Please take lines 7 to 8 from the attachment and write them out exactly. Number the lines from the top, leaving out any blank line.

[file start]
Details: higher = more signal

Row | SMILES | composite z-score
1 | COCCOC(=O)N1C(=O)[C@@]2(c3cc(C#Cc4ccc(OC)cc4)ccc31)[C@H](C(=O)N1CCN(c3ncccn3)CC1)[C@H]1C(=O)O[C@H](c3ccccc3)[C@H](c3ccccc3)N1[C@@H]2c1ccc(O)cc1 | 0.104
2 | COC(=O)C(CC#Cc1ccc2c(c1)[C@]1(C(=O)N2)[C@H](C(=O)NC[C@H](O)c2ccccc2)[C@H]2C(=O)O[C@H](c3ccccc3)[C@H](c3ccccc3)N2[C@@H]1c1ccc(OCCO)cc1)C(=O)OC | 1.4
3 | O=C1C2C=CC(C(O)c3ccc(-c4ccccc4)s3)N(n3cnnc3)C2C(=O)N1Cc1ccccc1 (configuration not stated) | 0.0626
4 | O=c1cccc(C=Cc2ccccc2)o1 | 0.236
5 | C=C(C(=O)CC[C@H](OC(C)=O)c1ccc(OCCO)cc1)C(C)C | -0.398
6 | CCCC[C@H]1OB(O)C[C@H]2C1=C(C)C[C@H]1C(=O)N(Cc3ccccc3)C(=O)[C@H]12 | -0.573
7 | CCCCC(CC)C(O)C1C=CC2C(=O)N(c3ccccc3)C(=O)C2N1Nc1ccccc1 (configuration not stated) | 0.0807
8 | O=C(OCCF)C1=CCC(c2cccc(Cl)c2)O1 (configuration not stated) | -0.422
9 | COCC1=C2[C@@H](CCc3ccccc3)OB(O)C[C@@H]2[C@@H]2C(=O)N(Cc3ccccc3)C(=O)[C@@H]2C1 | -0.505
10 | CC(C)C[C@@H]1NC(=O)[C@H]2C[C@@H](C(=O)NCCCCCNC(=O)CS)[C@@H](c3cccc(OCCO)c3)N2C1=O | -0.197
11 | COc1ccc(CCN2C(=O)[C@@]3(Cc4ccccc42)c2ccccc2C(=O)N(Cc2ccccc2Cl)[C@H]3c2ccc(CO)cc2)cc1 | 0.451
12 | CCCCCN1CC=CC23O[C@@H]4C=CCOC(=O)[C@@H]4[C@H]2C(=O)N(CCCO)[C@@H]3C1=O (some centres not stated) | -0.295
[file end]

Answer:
5 | C=C(C(=O)CC[C@H](OC(C)=O)c1ccc(OCCO)cc1)C(C)C | -0.398
6 | CCCC[C@H]1OB(O)C[C@H]2C1=C(C)C[C@H]1C(=O)N(Cc3ccccc3)C(=O)[C@H]12 | -0.573